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Brain Res. 2007 Mar 9;1136(1):1-12. Epub 2007 Jan 16.

Enzymatic properties and localization of motopsin (PRSS12), a protease whose absence causes mental retardation.

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Department of Neurobiology and Anatomy, Kochi Medical School, Oko-cho, Nankoku 783-8505, Japan.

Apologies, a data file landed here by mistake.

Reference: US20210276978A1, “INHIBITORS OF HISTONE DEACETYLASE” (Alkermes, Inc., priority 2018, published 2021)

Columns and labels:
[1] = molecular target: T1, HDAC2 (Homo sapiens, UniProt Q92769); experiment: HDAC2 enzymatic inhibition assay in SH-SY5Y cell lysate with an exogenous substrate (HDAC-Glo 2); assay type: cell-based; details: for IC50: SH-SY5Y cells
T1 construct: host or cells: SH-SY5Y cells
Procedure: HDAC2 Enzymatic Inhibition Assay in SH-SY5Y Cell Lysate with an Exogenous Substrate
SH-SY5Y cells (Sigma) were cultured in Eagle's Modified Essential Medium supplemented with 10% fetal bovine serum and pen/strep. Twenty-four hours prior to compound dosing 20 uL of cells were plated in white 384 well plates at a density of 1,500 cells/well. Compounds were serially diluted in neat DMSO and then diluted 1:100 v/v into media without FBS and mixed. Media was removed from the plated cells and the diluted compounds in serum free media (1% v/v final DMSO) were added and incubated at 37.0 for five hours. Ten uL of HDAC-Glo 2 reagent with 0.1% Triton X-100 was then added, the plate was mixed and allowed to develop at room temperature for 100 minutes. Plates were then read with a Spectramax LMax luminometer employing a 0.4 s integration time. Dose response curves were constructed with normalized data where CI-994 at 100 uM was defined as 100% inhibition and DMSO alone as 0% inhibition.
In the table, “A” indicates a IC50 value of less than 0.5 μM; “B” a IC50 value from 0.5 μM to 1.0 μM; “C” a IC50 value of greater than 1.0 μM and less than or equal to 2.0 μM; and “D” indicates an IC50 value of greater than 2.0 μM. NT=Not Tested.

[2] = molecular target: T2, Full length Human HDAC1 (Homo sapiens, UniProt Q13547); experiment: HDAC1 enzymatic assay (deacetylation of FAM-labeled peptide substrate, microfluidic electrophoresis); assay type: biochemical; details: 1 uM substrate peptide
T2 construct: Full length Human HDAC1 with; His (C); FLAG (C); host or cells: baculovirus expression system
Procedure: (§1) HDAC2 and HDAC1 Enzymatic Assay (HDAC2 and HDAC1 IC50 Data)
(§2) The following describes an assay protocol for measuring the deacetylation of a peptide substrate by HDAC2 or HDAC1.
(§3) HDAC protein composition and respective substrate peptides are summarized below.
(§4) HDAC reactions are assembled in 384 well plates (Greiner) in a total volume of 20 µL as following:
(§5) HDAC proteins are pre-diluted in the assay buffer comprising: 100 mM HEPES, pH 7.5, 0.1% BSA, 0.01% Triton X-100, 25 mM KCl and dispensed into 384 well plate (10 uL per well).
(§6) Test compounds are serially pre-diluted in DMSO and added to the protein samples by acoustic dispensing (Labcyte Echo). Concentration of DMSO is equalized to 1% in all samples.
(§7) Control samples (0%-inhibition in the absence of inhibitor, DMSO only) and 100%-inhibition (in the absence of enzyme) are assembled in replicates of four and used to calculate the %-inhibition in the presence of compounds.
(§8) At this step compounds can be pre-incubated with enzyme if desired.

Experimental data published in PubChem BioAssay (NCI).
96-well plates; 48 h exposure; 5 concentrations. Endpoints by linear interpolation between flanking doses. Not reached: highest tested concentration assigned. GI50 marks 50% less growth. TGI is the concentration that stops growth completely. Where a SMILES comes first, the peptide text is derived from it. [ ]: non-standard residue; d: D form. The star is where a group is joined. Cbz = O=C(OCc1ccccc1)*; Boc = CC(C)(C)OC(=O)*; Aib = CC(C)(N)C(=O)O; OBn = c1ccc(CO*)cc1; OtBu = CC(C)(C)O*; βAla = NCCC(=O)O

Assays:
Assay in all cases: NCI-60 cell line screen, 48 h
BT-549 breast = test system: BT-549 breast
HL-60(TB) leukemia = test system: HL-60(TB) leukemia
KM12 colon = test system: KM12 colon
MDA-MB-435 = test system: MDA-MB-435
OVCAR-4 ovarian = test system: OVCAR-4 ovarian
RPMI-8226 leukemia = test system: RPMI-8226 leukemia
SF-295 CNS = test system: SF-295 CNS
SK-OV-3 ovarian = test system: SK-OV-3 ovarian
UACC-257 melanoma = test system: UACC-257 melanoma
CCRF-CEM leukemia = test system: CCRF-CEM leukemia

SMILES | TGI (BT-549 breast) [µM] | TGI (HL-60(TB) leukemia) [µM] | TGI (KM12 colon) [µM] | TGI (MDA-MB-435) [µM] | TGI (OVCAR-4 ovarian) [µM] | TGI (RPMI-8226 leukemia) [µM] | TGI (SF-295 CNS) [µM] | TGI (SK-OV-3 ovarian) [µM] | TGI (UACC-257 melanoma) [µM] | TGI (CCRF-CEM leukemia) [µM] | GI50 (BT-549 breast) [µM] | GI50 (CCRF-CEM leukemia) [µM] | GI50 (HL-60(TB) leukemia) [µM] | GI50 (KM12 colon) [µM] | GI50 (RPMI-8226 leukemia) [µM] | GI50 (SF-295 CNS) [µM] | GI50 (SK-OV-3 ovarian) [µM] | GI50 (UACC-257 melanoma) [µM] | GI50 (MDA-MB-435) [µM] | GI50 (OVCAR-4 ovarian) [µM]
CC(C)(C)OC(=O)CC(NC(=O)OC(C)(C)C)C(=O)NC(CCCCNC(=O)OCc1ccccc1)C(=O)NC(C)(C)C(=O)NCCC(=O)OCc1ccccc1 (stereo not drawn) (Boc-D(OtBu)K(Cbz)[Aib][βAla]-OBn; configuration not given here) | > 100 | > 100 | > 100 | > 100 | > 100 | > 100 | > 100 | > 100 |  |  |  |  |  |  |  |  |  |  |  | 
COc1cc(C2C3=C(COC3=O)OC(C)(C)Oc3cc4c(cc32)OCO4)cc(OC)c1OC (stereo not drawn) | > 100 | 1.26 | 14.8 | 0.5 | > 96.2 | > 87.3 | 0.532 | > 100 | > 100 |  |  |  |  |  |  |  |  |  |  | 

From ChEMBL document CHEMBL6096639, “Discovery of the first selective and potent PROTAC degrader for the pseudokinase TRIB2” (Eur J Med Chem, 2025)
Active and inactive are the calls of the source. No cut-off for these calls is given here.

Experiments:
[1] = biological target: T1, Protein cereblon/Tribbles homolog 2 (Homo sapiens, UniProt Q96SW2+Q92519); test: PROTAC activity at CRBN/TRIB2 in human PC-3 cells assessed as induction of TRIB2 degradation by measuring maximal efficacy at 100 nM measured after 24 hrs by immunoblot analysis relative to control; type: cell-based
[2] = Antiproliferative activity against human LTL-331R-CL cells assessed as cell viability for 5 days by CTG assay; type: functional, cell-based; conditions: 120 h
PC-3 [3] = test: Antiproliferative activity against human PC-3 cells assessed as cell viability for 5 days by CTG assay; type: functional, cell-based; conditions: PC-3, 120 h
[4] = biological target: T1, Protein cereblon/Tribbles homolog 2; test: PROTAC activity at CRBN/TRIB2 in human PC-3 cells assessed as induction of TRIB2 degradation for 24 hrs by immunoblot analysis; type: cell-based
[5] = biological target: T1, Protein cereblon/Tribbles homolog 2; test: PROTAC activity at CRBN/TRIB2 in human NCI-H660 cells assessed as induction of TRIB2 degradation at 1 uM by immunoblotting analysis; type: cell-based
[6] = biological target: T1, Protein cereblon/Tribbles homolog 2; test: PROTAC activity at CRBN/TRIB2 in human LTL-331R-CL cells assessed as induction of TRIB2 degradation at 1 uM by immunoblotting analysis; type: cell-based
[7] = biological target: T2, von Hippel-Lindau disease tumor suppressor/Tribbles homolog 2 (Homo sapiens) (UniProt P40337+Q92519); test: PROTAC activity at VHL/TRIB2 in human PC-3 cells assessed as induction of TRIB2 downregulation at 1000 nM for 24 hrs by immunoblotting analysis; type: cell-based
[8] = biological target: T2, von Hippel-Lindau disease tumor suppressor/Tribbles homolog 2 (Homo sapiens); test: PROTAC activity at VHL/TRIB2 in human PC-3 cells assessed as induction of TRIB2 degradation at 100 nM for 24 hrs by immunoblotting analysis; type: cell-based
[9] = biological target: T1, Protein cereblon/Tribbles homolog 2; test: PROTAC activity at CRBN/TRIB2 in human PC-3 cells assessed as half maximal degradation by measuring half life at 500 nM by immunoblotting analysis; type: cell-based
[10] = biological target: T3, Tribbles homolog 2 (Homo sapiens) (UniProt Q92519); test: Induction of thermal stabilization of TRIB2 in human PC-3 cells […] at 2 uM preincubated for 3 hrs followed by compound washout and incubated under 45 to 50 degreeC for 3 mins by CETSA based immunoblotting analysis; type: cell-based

Motopsin (PRSS12) is a mosaic protease expressed in the central nervous system. Truncation of the human motopsin gene causes nonsyndromic mental retardation. Understanding the enzymatic properties and localization of motopsin protein in the central nervous system will help identify the molecular mechanism by which the loss of motopsin function causes mental retardation. Recombinant motopsin showed amidolytic activity against the synthetic substrate benzyloxycarbonyl-l-phenylalanyl-l-arginine 4-methyl-coumaryl-7-amide. Motopsin activated the single-chain tissue plasminogen activator precursor and exhibited gelatinolytic activity. This enzymatic activity was inhibited by typical serine protease inhibitors such as aprotinin, leupeptin, and (4-amidinophenyl) methanesulfonyl fluoride. Immunocytochemistry using anti-motopsin IgG revealed that both human and mouse motopsin proteins were distributed in discrete puncta along the dendrites and soma as well as axons in cultured hippocampal neurons. In the limbic system, including the cingulate and hippocampal pyramidal neurons and piriform cortex, high level of motopsin protein was expressed at postnatal day 10, but a very low level at 10-week-old mice. Motopsin and tissue plasminogen activator were co-expressed in the cingulate pyramidal neurons at postnatal day 10 and were distributed along dendrites of cultured pyramidal neurons. In cranial nuclei, a moderate level of motopsin protein was detected independently on the developmental stage. Our results suggest that motopsin has multiple functions, such as axon outgrowth, arranging perineuronal environment, and maintaining neuronal plasticity, partly in coordination with other proteases including tissue plasminogen activator.

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